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Genetic variation at aryl hydrocarbon receptor (AHR) loci in populations of Atlantic killifish (Fundulus heteroclitus) inhabiting polluted and reference habitats

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The non-migratory killifish Fundulus heteroclitus inhabits clean and polluted environments interspersed throughout its range along the Atlantic coast of North America. Several populations of this species have successfully adapted to environments contaminated with toxic aromatic hydrocarbon pollutants such as polychlorinated biphenyls (PCBs). Previous studies suggest that the mechanism of resistance to these and other “dioxin-like compounds” (DLCs) may involve reduced signaling through the aryl hydrocarbon receptor (AHR) pathway. Here we investigated gene diversity and evidence for positive selection at three AHR-related loci (AHR1, AHR2, AHRR) in F. heteroclitus by comparing alleles from seven locations ranging over 600 km along the northeastern US, including extremely polluted and reference estuaries, with a focus on New Bedford Harbor (MA, USA), a PCB Superfund site, and nearby reference sites.


We identified 98 single nucleotide polymorphisms within three AHR-related loci among all populations, including synonymous and nonsynonymous substitutions. Haplotype distributions were spatially segregated and F-statistics suggested strong population genetic structure at these loci, consistent with previous studies showing strong population genetic structure at other F. heteroclitus loci. Genetic diversity at these three loci was not significantly different in contaminated sites as compared to reference sites. However, for AHR2 the New Bedford Harbor population had significant FST values in comparison to the nearest reference populations. Tests for positive selection revealed ten nonsynonymous polymorphisms in AHR1 and four in AHR2. Four nonsynonymous SNPs in AHR1 and three in AHR2 showed large differences in base frequency between New Bedford Harbor and its reference site. Tests for isolation-by-distance revealed evidence for non-neutral change at the AHR2 locus.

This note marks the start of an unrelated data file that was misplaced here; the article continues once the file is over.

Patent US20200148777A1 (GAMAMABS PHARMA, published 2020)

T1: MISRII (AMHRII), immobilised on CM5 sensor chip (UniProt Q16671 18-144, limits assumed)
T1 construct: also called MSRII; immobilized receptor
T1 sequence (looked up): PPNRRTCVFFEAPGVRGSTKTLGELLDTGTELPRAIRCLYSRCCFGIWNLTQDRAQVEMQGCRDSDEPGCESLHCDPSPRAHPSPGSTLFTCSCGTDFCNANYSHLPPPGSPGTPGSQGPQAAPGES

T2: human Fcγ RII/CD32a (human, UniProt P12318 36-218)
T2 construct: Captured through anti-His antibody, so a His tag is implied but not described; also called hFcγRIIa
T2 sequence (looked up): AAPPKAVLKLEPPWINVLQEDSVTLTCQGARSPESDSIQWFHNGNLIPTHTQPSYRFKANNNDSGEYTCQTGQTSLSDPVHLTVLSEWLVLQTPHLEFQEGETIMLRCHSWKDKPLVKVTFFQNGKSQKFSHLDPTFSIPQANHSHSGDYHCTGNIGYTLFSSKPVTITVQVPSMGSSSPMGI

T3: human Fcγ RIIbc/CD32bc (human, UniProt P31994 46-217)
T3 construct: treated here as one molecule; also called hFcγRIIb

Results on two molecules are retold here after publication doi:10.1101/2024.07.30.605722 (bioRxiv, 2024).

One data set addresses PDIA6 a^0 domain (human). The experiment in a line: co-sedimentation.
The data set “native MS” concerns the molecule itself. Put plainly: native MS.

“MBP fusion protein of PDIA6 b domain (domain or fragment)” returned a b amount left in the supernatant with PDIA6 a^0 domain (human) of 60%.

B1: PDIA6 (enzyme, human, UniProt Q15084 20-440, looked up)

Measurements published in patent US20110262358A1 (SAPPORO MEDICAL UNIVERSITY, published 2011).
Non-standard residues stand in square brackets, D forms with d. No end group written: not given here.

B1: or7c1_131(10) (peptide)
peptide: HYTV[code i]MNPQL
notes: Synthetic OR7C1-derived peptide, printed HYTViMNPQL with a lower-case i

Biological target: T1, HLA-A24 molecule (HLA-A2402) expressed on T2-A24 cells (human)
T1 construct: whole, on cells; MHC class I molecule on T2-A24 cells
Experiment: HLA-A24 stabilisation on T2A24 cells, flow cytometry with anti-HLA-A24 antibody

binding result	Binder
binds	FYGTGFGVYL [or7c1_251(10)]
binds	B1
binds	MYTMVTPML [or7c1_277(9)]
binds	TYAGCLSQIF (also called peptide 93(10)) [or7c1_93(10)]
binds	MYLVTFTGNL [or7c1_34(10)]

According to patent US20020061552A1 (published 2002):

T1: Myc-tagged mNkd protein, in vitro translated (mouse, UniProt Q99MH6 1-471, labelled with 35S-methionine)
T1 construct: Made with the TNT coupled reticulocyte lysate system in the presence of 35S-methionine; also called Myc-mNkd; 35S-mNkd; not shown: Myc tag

Together, these data suggest that F. heteroclitus populations in reference and polluted sites have similar genetic diversity, providing no evidence for strong genetic bottlenecks for populations in polluted locations. However, the data provide evidence for genetic differentiation among sites, selection at specific nucleotides in AHR1 and AHR2, and specific AHR2 SNPs and haplotypes that are associated with the PCB-resistant phenotype in the New Bedford Harbor population. The results suggest that AHRs, and especially AHR2, may be important, recurring targets for selection in local adaptation to dioxin-like aromatic hydrocarbon contaminants.


Understanding the molecular basis of adaptation to environmental change is an important goal in environmental biology. Animal populations adapt to a variety of natural environmental stressors through genetic and epigenetic changes that affect gene expression or protein structure and/or function. Anthropogenic stressors, including toxic chemicals, can also drive selection in natural populations. For example, evolved resistance of insects to the acute neurotoxicity of insecticides is well known and occurs through a variety of mechanisms involving reduced target site sensitivity or enhanced expression of proteins involved in biotransformation and excretion of the chemicals [13]. Thus, we have learned a great deal about adaptation to chemicals designed to be toxic to their target organisms. However, field examples are less frequent and adaptive mechanisms are not as well understood for broadly distributed industrial pollutants that produce unintended consequences in non-target organisms. Recent studies (reviewed in [46]) have provided strong evidence for adaptation of fish populations to aromatic hydrocarbons such as polychlorinated biphenyls (PCBs), polychlorinated dibenzo-p-dioxins (PCDDs), and polycyclic aromatic hydrocarbons (PAHs) that cause toxicity similar to that caused by 2,3,7,8-tetrachlorodibenzo-p-dioxin (TCDD). These “dioxin-like compounds” (DLCs) are capable of interfering with embryonic development and eliciting acute and chronic effects on reproduction, immune function, and other essential processes [7, 8] with population-level consequences [9].